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Best TS Blade for cutting miter keys?

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Forum topic by Tom148 posted 05-08-2012 01:53 AM 1242 views 0 times favorited 7 replies Add to Favorites Watch
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Tom148

39 posts in 1008 days


05-08-2012 01:53 AM

Topic tags/keywords: table saw blades flat bottom kerf miter keys

I am looking for recommendations for the best blade to cut miter keys. I have been working on boxes and don’t like the kerf angles left by my current blade. So I’m interested to hear who is using what to get flat kerfs.

-- Tom


7 replies so far

View DKV's profile

DKV

3194 posts in 1248 days


#1 posted 05-08-2012 02:31 AM

The Woodworker II box joint blade was designed specifically for cutting flat bottom box/finger joints and spline kerfs. The model number is ww10401125, special #1 OD grind. It works great.
Don

-- Have fun and laugh alot. Life can end at any moment. You old guys out there know what I mean...

View knotscott's profile

knotscott

5600 posts in 2119 days


#2 posted 05-08-2012 04:10 AM

Only a blade with a flat top grind (FTG) will leave truly flat bottoms. Most FTG blades are 18 to 24T rip blades, but as DKV mentioned there are some specialty blades for finger joints that should also work well….Forrest, Infinity, Freud, Oshlun, and others offer them.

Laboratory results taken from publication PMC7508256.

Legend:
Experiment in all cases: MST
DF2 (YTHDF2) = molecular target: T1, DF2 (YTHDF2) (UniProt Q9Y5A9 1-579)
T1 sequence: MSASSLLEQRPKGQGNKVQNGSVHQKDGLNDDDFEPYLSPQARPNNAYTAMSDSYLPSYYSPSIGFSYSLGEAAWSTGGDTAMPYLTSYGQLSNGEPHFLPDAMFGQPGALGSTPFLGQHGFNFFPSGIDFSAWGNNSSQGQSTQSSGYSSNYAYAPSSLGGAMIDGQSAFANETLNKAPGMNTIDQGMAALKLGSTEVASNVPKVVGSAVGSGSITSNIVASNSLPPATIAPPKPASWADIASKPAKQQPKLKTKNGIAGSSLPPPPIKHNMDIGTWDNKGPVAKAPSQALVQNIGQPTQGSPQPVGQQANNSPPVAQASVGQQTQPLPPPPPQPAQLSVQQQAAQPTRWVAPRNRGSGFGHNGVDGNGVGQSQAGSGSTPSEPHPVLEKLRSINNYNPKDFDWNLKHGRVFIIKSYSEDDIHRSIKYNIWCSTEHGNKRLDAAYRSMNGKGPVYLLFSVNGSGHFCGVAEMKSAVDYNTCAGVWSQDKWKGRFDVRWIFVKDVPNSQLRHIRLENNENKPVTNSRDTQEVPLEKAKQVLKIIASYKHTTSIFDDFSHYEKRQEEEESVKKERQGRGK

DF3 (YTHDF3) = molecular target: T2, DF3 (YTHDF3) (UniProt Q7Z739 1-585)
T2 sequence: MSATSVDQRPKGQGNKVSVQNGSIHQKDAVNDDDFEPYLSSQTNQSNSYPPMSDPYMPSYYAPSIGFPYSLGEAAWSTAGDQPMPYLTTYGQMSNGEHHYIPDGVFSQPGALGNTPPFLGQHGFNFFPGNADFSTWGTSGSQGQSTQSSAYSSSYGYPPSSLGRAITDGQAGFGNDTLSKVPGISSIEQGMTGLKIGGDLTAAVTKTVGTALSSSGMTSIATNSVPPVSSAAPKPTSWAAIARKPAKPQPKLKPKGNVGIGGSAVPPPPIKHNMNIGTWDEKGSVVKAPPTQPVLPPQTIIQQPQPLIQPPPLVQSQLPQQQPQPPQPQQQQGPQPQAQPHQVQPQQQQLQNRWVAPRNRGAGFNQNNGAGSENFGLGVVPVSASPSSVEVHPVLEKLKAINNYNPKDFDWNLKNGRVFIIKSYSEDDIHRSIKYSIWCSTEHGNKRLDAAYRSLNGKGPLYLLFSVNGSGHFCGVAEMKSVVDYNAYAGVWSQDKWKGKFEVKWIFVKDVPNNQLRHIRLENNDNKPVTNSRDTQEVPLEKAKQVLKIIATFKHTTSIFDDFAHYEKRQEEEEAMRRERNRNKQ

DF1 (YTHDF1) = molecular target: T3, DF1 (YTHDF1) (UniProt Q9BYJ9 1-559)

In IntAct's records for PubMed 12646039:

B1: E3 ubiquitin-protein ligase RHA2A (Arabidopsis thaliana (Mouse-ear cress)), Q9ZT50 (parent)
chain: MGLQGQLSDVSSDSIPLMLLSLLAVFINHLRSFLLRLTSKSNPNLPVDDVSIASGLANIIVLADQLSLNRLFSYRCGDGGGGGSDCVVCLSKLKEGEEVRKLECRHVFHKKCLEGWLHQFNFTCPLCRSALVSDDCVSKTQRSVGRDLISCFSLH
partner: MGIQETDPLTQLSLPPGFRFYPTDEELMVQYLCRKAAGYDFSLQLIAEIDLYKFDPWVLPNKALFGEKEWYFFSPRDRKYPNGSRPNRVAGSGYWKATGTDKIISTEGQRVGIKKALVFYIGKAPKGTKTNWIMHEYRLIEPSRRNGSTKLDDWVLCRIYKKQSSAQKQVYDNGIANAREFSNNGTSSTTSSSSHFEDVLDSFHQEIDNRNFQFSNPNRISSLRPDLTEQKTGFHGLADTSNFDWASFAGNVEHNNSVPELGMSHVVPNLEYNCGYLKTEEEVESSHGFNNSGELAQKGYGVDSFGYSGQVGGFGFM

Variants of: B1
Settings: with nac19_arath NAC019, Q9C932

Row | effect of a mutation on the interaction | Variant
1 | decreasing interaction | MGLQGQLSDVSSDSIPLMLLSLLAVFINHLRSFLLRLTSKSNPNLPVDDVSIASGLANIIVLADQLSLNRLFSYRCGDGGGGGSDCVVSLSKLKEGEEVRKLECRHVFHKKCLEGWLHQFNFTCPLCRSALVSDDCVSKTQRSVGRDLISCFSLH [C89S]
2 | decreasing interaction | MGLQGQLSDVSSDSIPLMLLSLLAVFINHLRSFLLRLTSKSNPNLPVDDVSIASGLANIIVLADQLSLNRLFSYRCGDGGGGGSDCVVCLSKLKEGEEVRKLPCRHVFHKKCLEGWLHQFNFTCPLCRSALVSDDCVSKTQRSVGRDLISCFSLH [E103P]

-- Happiness is like wetting your pants...everyone can see it, but only you can feel the warmth....

View floridagramps's profile

floridagramps

21 posts in 2135 days


#3 posted 05-08-2012 07:50 AM

why not try the outside cutter from dado set which should provide a flat bottomed 1/8 inch cut. Then buy 1/8 inch thick contrasting wood from woodcraft or rockler for use as keys?

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knotscott

5600 posts in 2119 days


#4 posted 05-08-2012 10:37 AM

FG – Most dado sets use an outside cutter with a beveled top grind.

-- Happiness is like wetting your pants...everyone can see it, but only you can feel the warmth....

View gfadvm's profile

gfadvm

11478 posts in 1434 days


#5 posted 05-09-2012 02:57 AM

I really like my Freud box cutter set: very sharp,no tearout, and has shown no signs of dulling after over a year of use. Well worth the $100 (and I am a really cheap guy!)

-- " I'll try to be nicer, if you'll try to be smarter" gfadvm

View Loren's profile

Loren

7821 posts in 2391 days


#6 posted 05-09-2012 04:22 AM

You can get any old carbide blade reground for probably about
the cost of a sharpening. It’s easier for the guy doing the
grinding actually because he just grinds them all flat across
in one setup.

-- http://lawoodworking.com

View Tom148's profile

Tom148

39 posts in 1008 days


#7 posted 05-09-2012 12:42 PM

Thanks everyone.

I went ahead and bought a FTG Frued ripping blade. We’ll see how that works.

I like the idea of re-purposing an older carbide blade for this application. I have an older sears 40 tooth that might be just the ticket. This is a light duty shallow depth application and won’t benefit much from the modern coatings etc.

Thanks again for the good comments.

-- Tom

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